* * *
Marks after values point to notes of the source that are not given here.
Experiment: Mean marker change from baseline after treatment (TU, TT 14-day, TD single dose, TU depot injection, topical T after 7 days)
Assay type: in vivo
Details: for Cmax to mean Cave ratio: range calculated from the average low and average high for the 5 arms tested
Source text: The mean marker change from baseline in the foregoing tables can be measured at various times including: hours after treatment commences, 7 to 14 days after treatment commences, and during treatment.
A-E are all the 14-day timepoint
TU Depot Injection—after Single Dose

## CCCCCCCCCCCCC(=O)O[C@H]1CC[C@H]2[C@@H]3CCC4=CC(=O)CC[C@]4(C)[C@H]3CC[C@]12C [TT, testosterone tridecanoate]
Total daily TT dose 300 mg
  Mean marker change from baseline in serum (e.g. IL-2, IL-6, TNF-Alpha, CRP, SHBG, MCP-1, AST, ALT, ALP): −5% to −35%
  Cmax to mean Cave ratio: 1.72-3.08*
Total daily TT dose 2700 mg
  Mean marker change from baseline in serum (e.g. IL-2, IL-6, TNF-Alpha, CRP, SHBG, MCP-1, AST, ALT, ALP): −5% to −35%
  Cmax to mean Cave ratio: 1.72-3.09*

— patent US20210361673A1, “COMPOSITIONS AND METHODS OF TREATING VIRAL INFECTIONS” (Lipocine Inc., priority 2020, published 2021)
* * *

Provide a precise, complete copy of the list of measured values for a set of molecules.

Marks after values point to notes of the source that are not given here.
Experiment: Mean marker change from baseline after treatment (TU, TT 14-day, TD single dose, TU depot injection, topical T after 7 days)
Assay type: in vivo
Details: for Cmax to mean Cave ratio: range calculated from the average low and average high for the 5 arms tested
Source text: The mean marker change from baseline in the foregoing tables can be measured at various times including: hours after treatment commences, 7 to 14 days after treatment commences, and during treatment.
A-E are all the 14-day timepoint
TU Depot Injection—after Single Dose

## CCCCCCCCCCCCC(=O)O[C@H]1CC[C@H]2[C@@H]3CCC4=CC(=O)CC[C@]4(C)[C@H]3CC[C@]12C [TT, testosterone tridecanoate]
Total daily TT dose 300 mg
  Mean marker change from baseline in serum (e.g. IL-2, IL-6, TNF-Alpha, CRP, SHBG, MCP-1, AST, ALT, ALP): −5% to −35%
  Cmax to mean Cave ratio: 1.72-3.08*
Total daily TT dose 2700 mg
  Mean marker change from baseline in serum (e.g. IL-2, IL-6, TNF-Alpha, CRP, SHBG, MCP-1, AST, ALT, ALP): −5% to −35%
  Cmax to mean Cave ratio: 1.72-3.09*

— patent US20210361673A1, “COMPOSITIONS AND METHODS OF TREATING VIRAL INFECTIONS” (Lipocine Inc., priority 2020, published 2021)